So, Louisiana could have solved this problem by expanding Medicaid and having the Feds pick up the costs. But, since Bobby is opposed to Obamacare, and wants to be able to prove it on the campaign trail, he opted out of the deal. And in doing so, he left the Baton Rouge General holding the bag.

Now, like many of you, I am not a fan of the Affordable Care Act. I think it is wrong in a number of ways. But, at the present time, it is the law of the land. And turning down federal money which would solve a serious healthcare crisis, at no costs to the State, does not seem like what you would expect from someone who is supposed to be a healthcare genius. But hey, what do I know?

However, the point here is not about money or political ideology or politics. It comes down to some serious numbers.

Last year the Baton Rouge General emergency room treated 46,000 patients, or about 3800 per month. And we all know that a lot of emergency room visits are not really emergencies. We all get that. However, the American College of Emergency Physicians estimates that 0.5%-1% of all ER visits are classified as critical cases. That is, people who are bleeding, have suffered gunshots, head injuries, internal injuries, are in cardiac or respiratory arrest, have severe burns or other serious conditions. In other words, people who are going to die if they do not get extensive medical care right now. Taking those numbers and doing the math, that means that each month, between 20-40 people in Baton Rouge are going to need critical medical care that they would have received at the Baton Rouge General. And some of those people are going to die. Even at a conservative rate of 5%, that means at least one to two people each month, maybe as many as three or four.

Because now they are going to have to travel across town to another hospital, probably the Lady of the Lake, to get to an emergency room. On a good day that will take an additional 15 minutes. On a bad day, with Baton Rouge traffic, it could take 30 minutes or more. Thirty minutes that they don’t have. Thirty minutes that could mean the difference between life and death. Emergency medical professionals refer to the first 60 minutes after a traumatic injury as “The Golden Hour”, the time that is crucial to treat a patient to save their life. Unfortunately, soon many people in Baton Rouge will spend the first half of that Golden Hour being driven to the hospital. Because Bobby Jindal wants to run for President.

And if you don’t live in the Mid-City or North Baton Rouge areas and don’t think this will affect you or yours, think again. This is not just a poor person or uninsured issue. Not only will the uninsured be turned away from the Baton Rouge General emergency room. After next week, it won’t matter how good your insurance is, because the emergency room will be closed. For good. And just because you do not live in North Baton Rouge, that doesn’t mean you may not need it one day. What if you work at Exxon or one of the other plants along the riverfront and suffer a heart attack or on the job injury? Or if you work for the State in one of those new office buildings around the Capitol? Or if you eat, drink or party downtown? Or if you are in an automobile accident on I-110? Or if you suffer some trauma while at Baton Rouge Metro Airport? Or if your child is seriously injured on a field trip to the Centroplex or the old Governor’s Mansion? Or if you commute down Government Street or North Boulevard to work each day? All of these scenarios involve people who would typically have been transported to the old EKL. But it is closed now. So, the next nearest hospital would be Baton Rouge General Mid-City. But it will be closed as well. So now you, your spouse, your child or other loved one will be off to OLOL on what maybe a half hour ride. A half hour you don’t have. And some of them will be among the two to four people per month that are going to die in Baton Rouge because there is no ER at the Baton Rouge General. And that is because Bobby Jindal wants to run for President.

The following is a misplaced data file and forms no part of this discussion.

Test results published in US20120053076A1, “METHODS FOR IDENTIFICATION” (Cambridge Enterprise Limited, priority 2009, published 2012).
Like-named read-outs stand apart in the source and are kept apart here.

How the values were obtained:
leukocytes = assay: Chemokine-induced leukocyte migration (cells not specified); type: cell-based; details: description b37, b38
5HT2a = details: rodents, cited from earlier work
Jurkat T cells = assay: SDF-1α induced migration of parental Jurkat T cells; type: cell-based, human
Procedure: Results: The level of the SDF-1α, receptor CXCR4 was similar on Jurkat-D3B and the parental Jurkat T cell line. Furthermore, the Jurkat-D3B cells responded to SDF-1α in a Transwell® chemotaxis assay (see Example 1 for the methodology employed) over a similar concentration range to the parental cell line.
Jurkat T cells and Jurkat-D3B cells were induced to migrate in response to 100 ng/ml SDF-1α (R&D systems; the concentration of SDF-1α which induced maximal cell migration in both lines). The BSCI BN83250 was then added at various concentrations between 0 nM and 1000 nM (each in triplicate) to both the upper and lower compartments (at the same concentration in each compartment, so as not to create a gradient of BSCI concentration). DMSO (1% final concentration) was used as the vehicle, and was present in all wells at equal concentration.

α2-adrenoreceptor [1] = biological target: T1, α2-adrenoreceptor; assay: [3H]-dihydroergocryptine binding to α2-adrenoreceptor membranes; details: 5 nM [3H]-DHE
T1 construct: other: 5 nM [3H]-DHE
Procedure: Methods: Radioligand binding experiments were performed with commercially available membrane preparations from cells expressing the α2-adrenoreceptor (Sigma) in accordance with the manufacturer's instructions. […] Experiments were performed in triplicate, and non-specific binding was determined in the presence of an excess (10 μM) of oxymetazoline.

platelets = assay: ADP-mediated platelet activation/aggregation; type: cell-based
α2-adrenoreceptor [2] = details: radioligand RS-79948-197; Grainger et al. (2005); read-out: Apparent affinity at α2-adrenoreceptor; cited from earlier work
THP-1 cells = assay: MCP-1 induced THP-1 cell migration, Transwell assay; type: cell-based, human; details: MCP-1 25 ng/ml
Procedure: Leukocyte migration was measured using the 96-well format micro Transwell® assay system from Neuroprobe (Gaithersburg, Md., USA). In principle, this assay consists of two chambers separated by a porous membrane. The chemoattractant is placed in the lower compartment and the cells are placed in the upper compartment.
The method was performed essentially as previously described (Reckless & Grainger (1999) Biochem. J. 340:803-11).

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9 thoughts on “Deadly Times Ahead in Baton Rouge

  1. clroberts says:

    Well put grouch. Lot’s of facts that cannot be denied any way this is looked at, and I agree that closing the emergency room at BR General is a terrible thing that will have lasting consequences.

    Governor Jindal will have to lift the load of this, but I don’t think the blame should rest on his shoulders, but rather on the shoulders of President Obama and the Congress that gave us “the law of the land” as you and others have put it. The law that was supposed to insure all the people without and pay for medical care. A law that needs to be fought back against.

    You say that expanding Medicare would have made the Feds pick up the cost, but let’s remember, that Medicare (the Feds) was robbed to the tune of $700 Billion dollars to prop up this gosh awful law, that includes $260 Billion dollars for hospital services. Money that could have still been flowing into the State for medical care of the uninsured. Money that was set aside for this very reason.